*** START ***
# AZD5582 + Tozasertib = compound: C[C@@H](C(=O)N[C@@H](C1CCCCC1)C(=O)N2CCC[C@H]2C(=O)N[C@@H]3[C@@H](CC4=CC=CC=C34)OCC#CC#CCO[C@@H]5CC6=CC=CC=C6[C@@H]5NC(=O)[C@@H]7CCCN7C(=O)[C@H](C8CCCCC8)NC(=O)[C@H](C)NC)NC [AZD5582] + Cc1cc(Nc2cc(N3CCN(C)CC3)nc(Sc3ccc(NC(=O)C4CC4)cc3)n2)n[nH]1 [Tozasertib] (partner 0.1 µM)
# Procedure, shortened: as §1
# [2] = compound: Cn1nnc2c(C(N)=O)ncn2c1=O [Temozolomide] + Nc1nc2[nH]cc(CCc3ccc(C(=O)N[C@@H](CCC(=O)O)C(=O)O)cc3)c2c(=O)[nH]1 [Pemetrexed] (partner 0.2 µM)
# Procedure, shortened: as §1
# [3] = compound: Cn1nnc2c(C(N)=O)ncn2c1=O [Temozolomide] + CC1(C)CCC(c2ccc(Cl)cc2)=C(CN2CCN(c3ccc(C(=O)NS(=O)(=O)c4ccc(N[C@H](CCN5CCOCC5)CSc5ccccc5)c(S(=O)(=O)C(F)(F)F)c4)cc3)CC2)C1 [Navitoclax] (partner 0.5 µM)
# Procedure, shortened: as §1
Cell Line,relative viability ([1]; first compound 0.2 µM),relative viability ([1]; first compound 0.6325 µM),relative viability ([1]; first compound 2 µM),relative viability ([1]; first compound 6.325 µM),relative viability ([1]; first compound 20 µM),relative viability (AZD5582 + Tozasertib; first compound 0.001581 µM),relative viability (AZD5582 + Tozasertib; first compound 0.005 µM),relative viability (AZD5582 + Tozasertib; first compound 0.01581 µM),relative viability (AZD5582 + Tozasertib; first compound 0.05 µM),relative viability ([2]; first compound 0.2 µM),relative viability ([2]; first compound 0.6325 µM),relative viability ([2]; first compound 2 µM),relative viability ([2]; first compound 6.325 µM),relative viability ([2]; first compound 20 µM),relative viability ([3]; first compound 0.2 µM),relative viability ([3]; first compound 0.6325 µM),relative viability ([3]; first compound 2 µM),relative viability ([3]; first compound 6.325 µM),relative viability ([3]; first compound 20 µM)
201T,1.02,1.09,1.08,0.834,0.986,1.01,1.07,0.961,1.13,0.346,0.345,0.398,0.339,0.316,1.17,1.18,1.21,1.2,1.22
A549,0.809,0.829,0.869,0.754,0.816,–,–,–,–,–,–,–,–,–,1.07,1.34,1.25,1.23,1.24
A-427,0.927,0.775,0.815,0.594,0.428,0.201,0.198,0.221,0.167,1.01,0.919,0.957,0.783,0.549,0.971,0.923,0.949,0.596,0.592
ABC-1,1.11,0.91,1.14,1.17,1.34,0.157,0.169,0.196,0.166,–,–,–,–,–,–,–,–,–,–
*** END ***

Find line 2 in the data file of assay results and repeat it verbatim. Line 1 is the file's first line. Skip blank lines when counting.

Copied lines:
# Procedure, shortened: as §1